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Corneal wound malapposition after penetrating keratoplasty: an optical coherence tomography study
  1. I Kaiserman,
  2. I Bahar,
  3. D S Rootman
  1. Department of Ophthalmology, Toronto Western Hospital, University of Toronto, Toronto, Ontario, Canada
  1. Dr I Kaiserman, Department of Ophthalmology, Barzilai Medical Center, Ashkelon, Israel; igor{at}


Aims: To examine the wound configuration after penetrating keratoplasty (PKP) using anterior segment optical coherence tomography (OCT).

Methods: All PKP patients who were examined for routine follow-up, between November and December 2006, after having all their sutures removed were included. Patients underwent clinical examination, refraction, corneal topography, aberrometry and Visante anterior segment OCT.

Results: 204 graft–host sections from 27 eyes (25 patients, mean age 51.6 (SD 17.7) years) were analysed. Although all the graft–host junctions had continuous smooth epithelial surfaces, 124 of them (60.8%) had internal graft–host malappositions such as gapes (15.7%), steps (30%) or protrusions (15.2%). Keratoconus patients had significantly more graft steps (p<0.05) while those transplanted for endothelial dysfunctions had more protrusions (p<0.01). Graft oversizing significantly increased the size of malappositions. Internal gapes or steps significantly reduced the graft–host touch. Intraocular pressure (IOP), final refraction and final keratometric cylinder were all significantly correlated with the presence and size of the malapposition, while steeper keratometry and tilt aberrations correlated with diminished graft–host touch.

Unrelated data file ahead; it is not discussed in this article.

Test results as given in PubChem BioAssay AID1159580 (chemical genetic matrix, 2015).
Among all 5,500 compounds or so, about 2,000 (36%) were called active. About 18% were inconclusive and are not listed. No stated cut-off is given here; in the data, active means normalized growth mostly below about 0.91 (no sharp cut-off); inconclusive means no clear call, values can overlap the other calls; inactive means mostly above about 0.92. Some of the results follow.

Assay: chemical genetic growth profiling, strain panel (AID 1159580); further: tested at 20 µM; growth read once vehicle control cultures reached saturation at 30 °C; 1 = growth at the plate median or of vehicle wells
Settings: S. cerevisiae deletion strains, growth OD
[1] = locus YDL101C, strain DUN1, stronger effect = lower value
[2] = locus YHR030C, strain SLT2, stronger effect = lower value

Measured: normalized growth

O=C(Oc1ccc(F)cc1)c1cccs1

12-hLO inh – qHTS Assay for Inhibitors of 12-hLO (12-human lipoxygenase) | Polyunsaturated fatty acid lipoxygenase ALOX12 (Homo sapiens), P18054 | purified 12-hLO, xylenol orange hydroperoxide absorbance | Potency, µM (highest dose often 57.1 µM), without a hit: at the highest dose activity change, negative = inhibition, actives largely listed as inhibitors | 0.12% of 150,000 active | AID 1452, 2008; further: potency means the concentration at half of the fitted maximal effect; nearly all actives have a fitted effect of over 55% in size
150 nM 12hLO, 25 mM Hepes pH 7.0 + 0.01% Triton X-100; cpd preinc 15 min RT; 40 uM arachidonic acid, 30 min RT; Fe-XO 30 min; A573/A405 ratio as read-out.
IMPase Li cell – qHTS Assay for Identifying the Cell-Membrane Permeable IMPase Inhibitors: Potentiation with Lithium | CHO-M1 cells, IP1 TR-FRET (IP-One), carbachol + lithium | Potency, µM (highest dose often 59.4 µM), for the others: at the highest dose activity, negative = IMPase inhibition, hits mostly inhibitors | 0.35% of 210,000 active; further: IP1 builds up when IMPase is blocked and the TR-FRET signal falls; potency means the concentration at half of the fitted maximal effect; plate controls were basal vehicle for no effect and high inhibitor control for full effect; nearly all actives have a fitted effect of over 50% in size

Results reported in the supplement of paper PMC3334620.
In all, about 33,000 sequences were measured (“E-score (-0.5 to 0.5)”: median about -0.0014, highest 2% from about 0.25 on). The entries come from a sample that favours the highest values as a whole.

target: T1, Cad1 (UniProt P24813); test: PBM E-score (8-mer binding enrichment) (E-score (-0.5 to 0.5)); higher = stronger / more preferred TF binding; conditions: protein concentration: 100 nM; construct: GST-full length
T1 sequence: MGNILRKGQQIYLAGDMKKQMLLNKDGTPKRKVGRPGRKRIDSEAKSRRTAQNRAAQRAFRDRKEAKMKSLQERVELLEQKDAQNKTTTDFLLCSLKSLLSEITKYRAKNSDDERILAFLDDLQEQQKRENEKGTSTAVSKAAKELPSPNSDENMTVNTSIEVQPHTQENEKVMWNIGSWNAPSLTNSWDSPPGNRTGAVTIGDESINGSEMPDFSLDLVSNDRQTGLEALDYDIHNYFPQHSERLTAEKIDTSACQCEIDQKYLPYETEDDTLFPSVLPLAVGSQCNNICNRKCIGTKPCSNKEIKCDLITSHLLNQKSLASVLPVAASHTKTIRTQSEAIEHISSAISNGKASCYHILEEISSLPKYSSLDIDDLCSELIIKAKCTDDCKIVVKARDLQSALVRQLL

Conclusions: After PKP, internal graft–host malapposition is relatively common and associated with increased ametropia, astigmatism, IOP and optical tilt aberrations.

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  • Funding: IK is a recipient of fellowship from the American Physicians Fellowship for Medicine in Israel.

  • Competing interests: None.

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